We who must die demand a miracle

It’s been a long time since I’ve posted anything here. This is something I wrote for my church newsletter, and I hope it translates to this space. I am, this time of year especially, grateful to Graeme Thompson for giving me a great love of W.H. Auden (and a 1st Edition of For the Time Being, which sits on my bedside table during Advent and Christmas). Anyhoo…a few Advent thoughts…

I’m never ready for Advent. My house is a mess, I have no idea what to buy my step-father for Christmas, and my calendar feels full to bursting. I have these notions, these visions of reading Scripture and theology and poetry by the fire. But by the time I get home, I’m lucky if I read the grocery list. And yet, Advent never fails to arrive. And when it does, as it did on Sunday, I find myself swept up into the mystery of it all.

Advent is, by its very nature, disruptive. It joins the hopeful, wonder-filled expectation of the Holy Child, the Word made Flesh, with the apocalyptic images and promises of the return of Christ Pantocrator, Ruler of All, Sustainer of the World. Advent calls us to examine our lives and our relationship to God and to the world. It invites us to be awake, to be attentive to God’s action in the world, and alert to signs of God’s return.


Image: This image is the oldest known icon of Christ Pantocrator and is found at St. Catherine’s Monastery in Sinai.

My favorite Advent hymn, Lo He Comes with Clouds Descending co-mingles images of Holy Week and the Second Coming of Christ. This is not the sweet tableau of a baby surrounded by wise men. It is the wildness of God that cannot and will not be tamed. And yet the baby is coming. Again and anew. If we allow it, Advent draws us into a liminal in between space where we recognize that God is at once doing a familiar thing, a new thing and that we are a part of.

But, if I am being completely honest, I find myself wrapped up in Advent because I recognize my mortality, my earth-bound nature, my aging body, my creaking bones. Advent invites us to be curious about who we are as fragile, breakable humans in relationship to the Divine, who comes for us and to us as Love. Some years ago, at my parish in Chicago, we formed a speech choir that performed every Advent W.H. Auden’s piece For the Time Being: A Christmas Oratorio. Auden’s work is more than a simple poem. It’s designed to be spoken aloud, with chorus and solos and oftentimes in my head and heart I hear the poem as read by choruses of shepherds and magi. The line that keeps coming back to me is we who must die demand a miracle.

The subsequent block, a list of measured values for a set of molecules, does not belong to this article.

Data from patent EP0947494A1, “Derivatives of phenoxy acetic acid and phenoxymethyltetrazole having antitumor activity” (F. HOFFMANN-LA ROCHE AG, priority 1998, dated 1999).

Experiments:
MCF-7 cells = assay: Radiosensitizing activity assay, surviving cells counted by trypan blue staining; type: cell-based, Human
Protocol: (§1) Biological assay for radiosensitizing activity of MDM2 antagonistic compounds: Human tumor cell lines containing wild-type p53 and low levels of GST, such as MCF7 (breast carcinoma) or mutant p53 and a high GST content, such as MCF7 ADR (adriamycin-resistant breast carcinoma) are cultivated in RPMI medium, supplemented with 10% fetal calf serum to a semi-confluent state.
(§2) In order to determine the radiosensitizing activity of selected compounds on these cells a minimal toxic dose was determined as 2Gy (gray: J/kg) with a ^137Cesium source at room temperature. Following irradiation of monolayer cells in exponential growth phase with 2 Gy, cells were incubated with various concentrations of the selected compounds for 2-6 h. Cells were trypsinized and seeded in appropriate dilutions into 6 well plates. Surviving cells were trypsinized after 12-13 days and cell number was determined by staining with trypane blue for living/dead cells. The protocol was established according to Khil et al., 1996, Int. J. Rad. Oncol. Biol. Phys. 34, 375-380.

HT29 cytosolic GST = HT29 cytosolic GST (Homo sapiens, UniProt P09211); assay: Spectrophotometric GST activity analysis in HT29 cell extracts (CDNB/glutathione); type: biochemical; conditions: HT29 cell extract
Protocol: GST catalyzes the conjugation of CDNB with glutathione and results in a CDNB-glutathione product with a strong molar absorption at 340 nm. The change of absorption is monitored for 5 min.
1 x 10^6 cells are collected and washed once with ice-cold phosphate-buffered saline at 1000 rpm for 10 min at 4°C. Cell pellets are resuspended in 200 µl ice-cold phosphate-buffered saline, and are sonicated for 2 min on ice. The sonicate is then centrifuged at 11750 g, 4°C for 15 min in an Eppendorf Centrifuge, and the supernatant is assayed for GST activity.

We who must die demand a miracle.

We humans seek a miracle. We mortals are desperate for a miracle. And I don’t know about you, but I don’t even know what it is that I’m seeking. But I do know that somehow, by the grace of God, it comes to us, in holy, disruptive, untamed ways, sometimes crying in the night, like a hungry baby.

From For the Time Being: A Christmas Oratorio by W. H. Auden

The Pilgrim Way has led to the Abyss.
Was it to meet such grinning evidence
We left our richly odoured ignorance?
Was the triumphant answer to be this?
The Pilgrim Way has led to the Abyss.

We who must die demand a miracle.
How could the Eternal do a temporal act,
The Infinite become a finite fact?
Nothing can save us that is possible:
We who must die demand a miracle.


For whom are you looking?

Jesus said to her, ‘Woman, why are you weeping? For whom are you looking?’

I heard it on Easter morning and it was like hearing it for the first time. Jesus and Mary stand just outside the tomb, feet wet with the garden dew, and he asks her that question: for whom are you looking? I heard it and I heard the undeniable echo of the betrayal in the Garden of Gethsemane. John tells it this way: Then Jesus, knowing all that was to happen to him, came forward and asked them, ‘For whom are you looking?’ They answered, ‘Jesus of Nazareth.’ Jesus replied, ‘I am he.

All of it is wrapped up together. There is no way to Easter without walking through the denial and betrayal. And yet, the Resurrection never fails to appear, new life, changed, transformed life, meeting Mary, meeting us in that strange and holy place.

I’ve been sitting with the question since Easter morning, that moment when I heard it anew–“For whom are you looking?” I wonder if Jesus doesn’t ask us the same thing. Whom are we looking for? Easter is that glorious season of seeking and finding God in the unexpected places and in unexpected, perhaps even momentarily unrecognizable faces. And that’s what I’m holding onto–that God is still dreaming, dancing, and delighting in this world, waiting for us to recognize Transformed Love in our midst.


This image is from the Chapel of Mary Magdalene in the Church of the Holy Sepulcher, or the Church of the Resurrection in Jerusalem. This was one of my very favorite chapels in the space because of this sculpture. The above image is taken from http://www.sepulchre.custodia.org/default.asp?id=4115.

For my father, one year later